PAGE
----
In that context, I should like to ask my hon. Friend the Minister for reassurance later. It is said that the statement on the Defence Estimates was drawn up at a time when the finer ramifications of the INF proposals, particularly the inclusion of shorter-range intermediate missiles, had riot been fully understood. Such are the massive implications for our conventional spending, not only for Britain, which already spends the third highest percentage of gross domestic product in NATO on defence, but for all our NATO partners, that we should be assured that not only will there be no simultaneous negotiations for the reduction of battlefield nuclear weapons, but that there will be a good long cool gap before any agreement that we may reach on conventional weapons while we assess the implications.

So desperate were the anti-Trident Opposition that they said that there was supposed to be an escalation of the arms race. One sees such words in the amendments. That is interesting. An arms race implies that each side is trying to keep up with the other, but as I read it, the number of warheads on Trident is a lower proportion of Warsaw pact warheads than Polaris was when we first had it. So that is not an escalation.

The Opposition used the worn-out argument that because the warheads were independently targeted, we had increased our numbers. However, if one is talking about an arms race, one must also look at what the other side is doing. Surely it is only prudent, when designing a system, to say that if one ever reached the highly undesirable state when one needed to increase one’s warheads, one should have the system to make that possible. The cost of the Chevaline operation that was forced upon the Labour Government can be interpreted as the cost of not having sufficient forward defence planning at the time of procurement.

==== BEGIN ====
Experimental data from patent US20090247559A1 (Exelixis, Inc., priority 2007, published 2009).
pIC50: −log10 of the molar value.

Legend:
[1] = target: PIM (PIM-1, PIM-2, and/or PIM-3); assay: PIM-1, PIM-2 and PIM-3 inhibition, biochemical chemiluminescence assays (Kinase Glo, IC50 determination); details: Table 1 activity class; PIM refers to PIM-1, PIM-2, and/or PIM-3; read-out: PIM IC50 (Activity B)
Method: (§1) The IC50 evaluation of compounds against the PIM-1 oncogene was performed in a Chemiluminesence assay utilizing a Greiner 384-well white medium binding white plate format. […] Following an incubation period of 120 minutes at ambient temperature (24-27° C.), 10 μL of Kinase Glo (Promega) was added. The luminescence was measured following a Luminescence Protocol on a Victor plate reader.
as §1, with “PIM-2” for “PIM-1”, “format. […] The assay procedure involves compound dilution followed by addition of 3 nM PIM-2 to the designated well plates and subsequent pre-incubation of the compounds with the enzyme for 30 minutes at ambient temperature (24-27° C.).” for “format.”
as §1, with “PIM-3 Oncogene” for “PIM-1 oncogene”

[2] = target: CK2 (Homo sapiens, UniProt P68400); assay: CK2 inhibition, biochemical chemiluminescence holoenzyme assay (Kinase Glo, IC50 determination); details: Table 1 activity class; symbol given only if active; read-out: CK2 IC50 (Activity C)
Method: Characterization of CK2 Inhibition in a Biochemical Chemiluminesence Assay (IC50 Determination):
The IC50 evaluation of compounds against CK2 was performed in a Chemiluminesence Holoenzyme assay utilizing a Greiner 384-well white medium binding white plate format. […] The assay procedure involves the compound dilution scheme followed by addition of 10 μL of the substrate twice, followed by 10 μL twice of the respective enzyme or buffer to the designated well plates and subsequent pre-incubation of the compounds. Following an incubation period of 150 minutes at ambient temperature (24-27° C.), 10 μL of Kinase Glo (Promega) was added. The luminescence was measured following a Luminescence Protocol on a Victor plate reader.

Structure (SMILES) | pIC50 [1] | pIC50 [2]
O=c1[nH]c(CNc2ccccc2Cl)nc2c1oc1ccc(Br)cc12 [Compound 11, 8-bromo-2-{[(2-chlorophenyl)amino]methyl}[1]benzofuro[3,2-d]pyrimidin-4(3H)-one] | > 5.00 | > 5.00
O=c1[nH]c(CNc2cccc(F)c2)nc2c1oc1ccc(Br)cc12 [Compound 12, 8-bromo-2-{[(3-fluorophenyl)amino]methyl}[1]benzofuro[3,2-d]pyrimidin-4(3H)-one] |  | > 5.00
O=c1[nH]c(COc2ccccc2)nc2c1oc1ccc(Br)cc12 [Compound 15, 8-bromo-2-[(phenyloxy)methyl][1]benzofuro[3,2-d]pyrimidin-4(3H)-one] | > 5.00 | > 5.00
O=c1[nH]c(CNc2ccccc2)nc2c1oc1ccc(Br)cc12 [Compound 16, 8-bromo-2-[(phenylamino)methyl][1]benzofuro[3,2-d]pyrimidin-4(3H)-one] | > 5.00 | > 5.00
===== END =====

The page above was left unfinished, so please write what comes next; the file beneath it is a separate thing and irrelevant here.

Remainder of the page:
I regret that in this, my first speech in the House, I have had to devote so much time to the wild and woolly arguments of the Opposition. I am also rather surprised that they are still putting forward in the House the Alice-in-Wonderland reasoning that lost them the June election. I say to them: Come back from Wonderland. Do not go through the looking glass with Alice. Instead, stay in front of the looking glass and take a good long look. Do the Opposition’s policies reflect public opinion? No. But more importantly, do their policies have any bearing on the real world? Surely the answer must still be no. Thus the Opposition should stand at that looking glass and look in. But my belief is that the general public, as exhibited in poll after poll, have reason to be thankful and grateful to the Government who have drawn up their plans on a sound and effective deterrent rather than being able to offer no strategy and no alternative.